Women Belong in the House (and the Senate)

Big social changes were happening everywhere, and the changing roles of women were some of the biggest. By the time of the First World War, women were gaining influence both in the community and across the country. Most had obtained the right to vote in federal elections in 1918 and provincial elections in 1921.24. They were finding new ways to contribute to their communities (although they had always contributed considerably, it tended to be more in the private sphere of the home); In Murray River this meant starting up a chapter of the Women’s Institute. The Murray River W.I. was organized in 1914, to “provide a means for women to discuss rural problems and to acquire information regarding their responsibility as homemakers and citizens.” They were more than just a social organization; they contributed a lot to the community, helping to pay for street lights, sidewalks, and even rent for the Murray River library!25.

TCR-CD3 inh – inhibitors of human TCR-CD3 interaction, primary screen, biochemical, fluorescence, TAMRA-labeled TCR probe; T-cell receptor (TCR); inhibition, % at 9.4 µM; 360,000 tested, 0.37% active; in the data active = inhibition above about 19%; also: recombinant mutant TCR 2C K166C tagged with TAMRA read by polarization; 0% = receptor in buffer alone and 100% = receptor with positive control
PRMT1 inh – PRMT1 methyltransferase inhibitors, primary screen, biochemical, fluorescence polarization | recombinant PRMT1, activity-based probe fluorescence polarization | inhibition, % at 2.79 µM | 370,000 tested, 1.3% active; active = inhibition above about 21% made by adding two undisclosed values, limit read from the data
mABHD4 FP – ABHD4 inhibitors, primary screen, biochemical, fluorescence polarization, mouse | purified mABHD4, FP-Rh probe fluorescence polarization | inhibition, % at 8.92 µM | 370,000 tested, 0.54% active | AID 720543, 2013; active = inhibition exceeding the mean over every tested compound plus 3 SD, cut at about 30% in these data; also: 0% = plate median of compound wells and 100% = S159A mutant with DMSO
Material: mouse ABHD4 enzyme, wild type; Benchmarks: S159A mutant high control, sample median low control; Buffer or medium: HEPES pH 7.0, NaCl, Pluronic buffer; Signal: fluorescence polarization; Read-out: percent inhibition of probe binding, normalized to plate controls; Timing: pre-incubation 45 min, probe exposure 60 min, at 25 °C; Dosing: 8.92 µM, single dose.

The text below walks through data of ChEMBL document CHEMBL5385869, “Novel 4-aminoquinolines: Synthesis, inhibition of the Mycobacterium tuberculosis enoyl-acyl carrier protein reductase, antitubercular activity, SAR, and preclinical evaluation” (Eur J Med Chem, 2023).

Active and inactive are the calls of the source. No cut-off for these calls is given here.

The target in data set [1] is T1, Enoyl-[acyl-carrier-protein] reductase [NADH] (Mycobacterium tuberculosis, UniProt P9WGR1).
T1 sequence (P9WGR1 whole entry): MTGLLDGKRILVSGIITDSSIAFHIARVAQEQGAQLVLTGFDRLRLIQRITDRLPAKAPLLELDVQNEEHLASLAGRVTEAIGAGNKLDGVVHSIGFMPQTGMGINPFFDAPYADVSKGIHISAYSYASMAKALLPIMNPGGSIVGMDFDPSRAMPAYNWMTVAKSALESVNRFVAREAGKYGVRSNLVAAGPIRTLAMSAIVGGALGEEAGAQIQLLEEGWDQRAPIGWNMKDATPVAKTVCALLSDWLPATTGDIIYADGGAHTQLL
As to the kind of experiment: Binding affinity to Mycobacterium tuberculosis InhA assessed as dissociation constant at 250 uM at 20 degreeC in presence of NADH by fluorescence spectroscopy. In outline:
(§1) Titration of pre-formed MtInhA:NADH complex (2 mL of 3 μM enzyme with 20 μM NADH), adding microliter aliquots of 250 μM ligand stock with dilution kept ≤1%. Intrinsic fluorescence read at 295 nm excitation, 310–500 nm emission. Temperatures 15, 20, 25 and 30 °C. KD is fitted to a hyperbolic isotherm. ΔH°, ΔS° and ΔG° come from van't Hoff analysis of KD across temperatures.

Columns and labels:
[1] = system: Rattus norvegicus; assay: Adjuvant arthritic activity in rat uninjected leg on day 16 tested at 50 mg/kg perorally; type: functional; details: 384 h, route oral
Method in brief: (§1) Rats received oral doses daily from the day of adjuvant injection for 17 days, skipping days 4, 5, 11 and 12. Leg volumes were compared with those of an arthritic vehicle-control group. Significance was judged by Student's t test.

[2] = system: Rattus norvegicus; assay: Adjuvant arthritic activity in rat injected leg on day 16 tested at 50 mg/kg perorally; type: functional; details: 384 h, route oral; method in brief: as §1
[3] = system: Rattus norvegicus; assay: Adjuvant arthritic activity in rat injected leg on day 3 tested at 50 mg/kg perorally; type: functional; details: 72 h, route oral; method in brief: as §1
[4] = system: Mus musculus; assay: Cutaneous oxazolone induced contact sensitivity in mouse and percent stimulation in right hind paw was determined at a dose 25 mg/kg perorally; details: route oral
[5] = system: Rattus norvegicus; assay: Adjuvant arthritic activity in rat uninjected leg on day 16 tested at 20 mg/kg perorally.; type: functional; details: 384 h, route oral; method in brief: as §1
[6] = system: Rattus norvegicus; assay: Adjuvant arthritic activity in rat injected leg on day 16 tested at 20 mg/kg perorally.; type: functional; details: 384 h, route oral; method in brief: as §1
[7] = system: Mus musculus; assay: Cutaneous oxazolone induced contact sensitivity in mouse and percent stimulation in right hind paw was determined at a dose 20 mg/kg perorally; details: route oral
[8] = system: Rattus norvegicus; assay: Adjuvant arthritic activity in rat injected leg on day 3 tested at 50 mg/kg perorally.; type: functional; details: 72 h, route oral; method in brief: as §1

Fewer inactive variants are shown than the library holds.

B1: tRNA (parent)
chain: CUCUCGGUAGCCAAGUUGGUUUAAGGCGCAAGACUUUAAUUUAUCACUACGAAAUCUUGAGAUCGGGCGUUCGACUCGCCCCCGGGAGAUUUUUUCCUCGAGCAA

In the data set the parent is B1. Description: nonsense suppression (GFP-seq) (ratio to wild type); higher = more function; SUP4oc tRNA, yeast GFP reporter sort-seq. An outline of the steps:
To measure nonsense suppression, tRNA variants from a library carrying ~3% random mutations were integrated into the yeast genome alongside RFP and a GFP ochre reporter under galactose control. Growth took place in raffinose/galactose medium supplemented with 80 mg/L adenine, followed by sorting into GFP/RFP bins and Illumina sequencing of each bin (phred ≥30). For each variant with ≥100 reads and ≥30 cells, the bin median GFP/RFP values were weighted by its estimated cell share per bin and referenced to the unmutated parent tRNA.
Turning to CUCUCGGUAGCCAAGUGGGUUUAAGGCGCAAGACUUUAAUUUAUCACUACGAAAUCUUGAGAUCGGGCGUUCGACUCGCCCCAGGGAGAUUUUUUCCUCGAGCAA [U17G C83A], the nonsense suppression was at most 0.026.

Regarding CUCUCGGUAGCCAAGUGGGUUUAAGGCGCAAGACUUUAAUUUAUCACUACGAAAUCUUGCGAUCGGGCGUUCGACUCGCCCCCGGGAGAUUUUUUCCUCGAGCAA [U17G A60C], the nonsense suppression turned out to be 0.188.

Oftentimes women don’t share their life stories, but we were lucky to find a couple of women who were willing to share their stories with us. Mabel Alley and Fannie Moore sat down with us and allowed us to interview them this past winter; click on their links to listen to them talk about living in the area! We also stumbled upon another lady who had no idea her life would be fodder for history, but who gives us a great window into her changing life in the early 1900's. For more on that, check out the next page! 













In Partnership with